What is the best flash diffuser for nightclub photography?

I started photography back in 2009 shooting landscapes as apparently most photographers do.
At that time I had assumed that landscapes would be all that I would ever shoot, but now I’ve done sports, events, gigs, festivals, portraits, club photography and a wedding.

I do love the peace a quiet of landscape shooting. Getting up before dawn to catch the first light, the wonderful scenery, the solitude. It’s all very rewarding. However, shooting people, simply has more energy to it. It’s more dynamic, more changeable, faster paced, basically just more of a buzz.

Ok, so something about me, I’m a bit of a perfectionist, a little obsessive, or ‘focused’ and my friend Ben would say. Anything that i’m going to put my mind to, I need to do well. I guess i’m just crap at being crap.

Once I had decided that club photography was something was going to do, it was something I was going to have to become good at. I already had in mind the look of the images that I wanted to capture. Where there was enough light I wanted to shoot completely without flash. Where I had to use flash I wanted to use it to provide a subtle illumination to people’s faces. I wanted colourful interesting backgrounds and colourful interesting faces.

I realise that all nightclubs are different, but the ones I end up in all tend to be very similar. Black walls, high black ceilings, with some spot lights and some UV. So, basically, bouncing the flash is out for me. All the time I see people trying to bounce the flash of the high black ceilings, generally I keep my mouth shut. I think that people prefer learn from their own mistakes in their own time rather than having them pointed out to them. I know I do.

And so I read and read. I do that. I’m an avid reader of photography forums and blogs. I never post anything, I just hang around in the background absorbing information.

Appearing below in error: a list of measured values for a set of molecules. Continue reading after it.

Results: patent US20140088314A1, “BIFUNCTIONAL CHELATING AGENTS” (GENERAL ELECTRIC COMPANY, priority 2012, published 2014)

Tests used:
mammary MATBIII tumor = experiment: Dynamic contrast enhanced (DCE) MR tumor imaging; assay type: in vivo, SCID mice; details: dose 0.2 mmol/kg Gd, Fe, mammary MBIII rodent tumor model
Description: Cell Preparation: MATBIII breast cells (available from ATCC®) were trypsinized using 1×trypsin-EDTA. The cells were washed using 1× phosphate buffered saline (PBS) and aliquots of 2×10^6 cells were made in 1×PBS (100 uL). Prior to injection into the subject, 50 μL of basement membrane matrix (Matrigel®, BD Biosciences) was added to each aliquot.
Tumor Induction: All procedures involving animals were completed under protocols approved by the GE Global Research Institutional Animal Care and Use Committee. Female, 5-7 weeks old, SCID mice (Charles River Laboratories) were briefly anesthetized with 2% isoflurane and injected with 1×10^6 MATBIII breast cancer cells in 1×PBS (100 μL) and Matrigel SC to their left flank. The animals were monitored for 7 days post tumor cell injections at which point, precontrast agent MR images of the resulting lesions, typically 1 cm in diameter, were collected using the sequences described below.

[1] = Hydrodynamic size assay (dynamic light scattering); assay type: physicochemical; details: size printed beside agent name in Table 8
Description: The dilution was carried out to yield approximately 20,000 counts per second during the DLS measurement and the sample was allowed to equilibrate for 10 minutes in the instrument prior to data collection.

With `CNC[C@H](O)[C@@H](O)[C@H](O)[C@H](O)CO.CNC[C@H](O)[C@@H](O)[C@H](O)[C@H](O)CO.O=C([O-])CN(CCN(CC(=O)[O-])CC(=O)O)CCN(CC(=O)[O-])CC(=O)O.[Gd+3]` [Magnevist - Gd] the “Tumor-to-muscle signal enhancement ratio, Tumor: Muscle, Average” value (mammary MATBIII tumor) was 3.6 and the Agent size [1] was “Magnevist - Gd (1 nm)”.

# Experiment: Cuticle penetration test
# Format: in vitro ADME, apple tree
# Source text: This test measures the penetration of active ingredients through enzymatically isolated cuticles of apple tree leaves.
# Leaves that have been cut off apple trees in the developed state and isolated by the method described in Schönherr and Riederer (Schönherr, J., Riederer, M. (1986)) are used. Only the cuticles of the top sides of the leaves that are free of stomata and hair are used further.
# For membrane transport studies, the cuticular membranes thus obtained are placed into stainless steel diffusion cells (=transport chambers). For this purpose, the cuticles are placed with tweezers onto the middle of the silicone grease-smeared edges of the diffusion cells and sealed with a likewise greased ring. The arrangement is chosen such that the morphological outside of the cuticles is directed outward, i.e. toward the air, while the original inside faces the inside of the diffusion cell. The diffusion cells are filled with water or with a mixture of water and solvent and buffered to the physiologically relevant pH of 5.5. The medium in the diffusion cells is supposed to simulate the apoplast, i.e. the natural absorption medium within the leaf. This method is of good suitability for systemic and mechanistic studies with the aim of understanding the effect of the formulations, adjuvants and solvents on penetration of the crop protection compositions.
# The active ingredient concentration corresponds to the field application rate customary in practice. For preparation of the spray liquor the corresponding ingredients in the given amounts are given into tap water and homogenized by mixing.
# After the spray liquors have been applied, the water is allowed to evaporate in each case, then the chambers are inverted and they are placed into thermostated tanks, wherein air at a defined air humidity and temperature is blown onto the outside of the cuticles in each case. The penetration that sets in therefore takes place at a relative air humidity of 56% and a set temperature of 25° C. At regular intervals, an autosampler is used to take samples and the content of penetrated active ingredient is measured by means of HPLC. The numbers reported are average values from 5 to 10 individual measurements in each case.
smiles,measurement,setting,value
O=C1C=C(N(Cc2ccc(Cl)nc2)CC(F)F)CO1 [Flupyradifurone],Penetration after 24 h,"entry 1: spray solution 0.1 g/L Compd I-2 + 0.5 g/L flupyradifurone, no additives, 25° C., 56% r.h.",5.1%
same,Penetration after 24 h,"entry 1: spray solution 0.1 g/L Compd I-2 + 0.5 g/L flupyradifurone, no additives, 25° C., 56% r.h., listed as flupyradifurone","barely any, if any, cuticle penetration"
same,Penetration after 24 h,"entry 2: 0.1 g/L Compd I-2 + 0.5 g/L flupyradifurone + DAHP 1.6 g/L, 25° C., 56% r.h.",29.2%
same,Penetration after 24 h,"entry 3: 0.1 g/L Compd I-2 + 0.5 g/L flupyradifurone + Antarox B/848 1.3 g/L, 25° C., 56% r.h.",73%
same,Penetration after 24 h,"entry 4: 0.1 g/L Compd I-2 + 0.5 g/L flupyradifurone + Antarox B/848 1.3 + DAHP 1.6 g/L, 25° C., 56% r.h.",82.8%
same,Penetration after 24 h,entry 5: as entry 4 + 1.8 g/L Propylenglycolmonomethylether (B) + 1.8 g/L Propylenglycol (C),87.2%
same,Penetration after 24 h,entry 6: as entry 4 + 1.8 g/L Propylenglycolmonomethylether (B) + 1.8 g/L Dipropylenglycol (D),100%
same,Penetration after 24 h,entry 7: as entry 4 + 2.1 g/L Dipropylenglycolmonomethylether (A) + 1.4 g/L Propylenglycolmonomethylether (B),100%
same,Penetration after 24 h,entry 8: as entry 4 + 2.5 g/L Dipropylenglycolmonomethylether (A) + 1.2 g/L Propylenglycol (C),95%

I knew that I needed to let enough ambient light in to properly expose the background, either by upping the ISO or reducing the shutter speed (or a combination thereof), but I also knew that I wanted a soft flash.
I read up that diffusers scatter light, but don’t soften it. If I wanted soft light then I needed to increase the surface area of my light source. With bounce unavailable to me I considered all of the available options.

Best flash diffusers?

All of the reviews and comparison I read put the gary fong light sphere
and the rogue flash bender with diffusion panel to be the best.

Of course if you don’t want pay so much money you can opt for the cheap Chinese knock off versions the lambency diffuser or the ishoot flash diffuser

The problem is that all of the diffusers tested, were tested purely on the softness and quality of the light they produced.

The tests did not consider issues such as:

  • Do they draw to much attention to you?
  • Are they too heavy?
  • Are the too big and bulky?
  • Do they fit to the flash head securely enough?

Admittedly I only bought the Lambency and ishoot diffusers, but in my experience they were both too big, too heavy, not secure enough and drew too much attention.

The Berresford Bounce Box

I needed a solution. I decided that I wanted a large surface area bounce card, that first diffused the light and then bounced it towards the subject. It needed to be light weight, relatively inconspicuous and have the ability to be attached securely to the flash.


This is the design I came up with. So ok, its a bit rough around the edges, but you know what? It really works.  It weights almost nothing, doesn’t get in the way, doesn’t seam to draw much attention and it  gives a nice image.  I use a kaavie Universal Cloth Diffuser to first diffuse the light, and then the beauty dish shaped design to bounce the diffused light onto the subject.

I made what I now call the ‘Berresford Bounce Box’ by first making a paper template. I then by glued together a black and a white A4 sheet of 2mm craft foam from eBay using Evo contact adhesive. After drying for 24 hrs I used the paper template to cut the foam in sections with a craft knife, before assembling.

So far the only problems I have experienced with this design is is that it doesn’t collapse down in a camera bag and thus takes up a little too much space.  The other small niggle is that sometimes the bounce box slips down on the flash head and one of the tabs partially obscures the flash LCD display.

Despite these small issues I still much prefer it to using large bendy bounce cards or fong style Tupperware. Even if the original Lightsphere and the Rogue Flash Bender are as good as the reviews say they are, the size and weight are still going to be prohibitive for me.

    This entry was posted in Photography content.

    Post a Comment

    Your email is never published nor shared. Required fields are marked *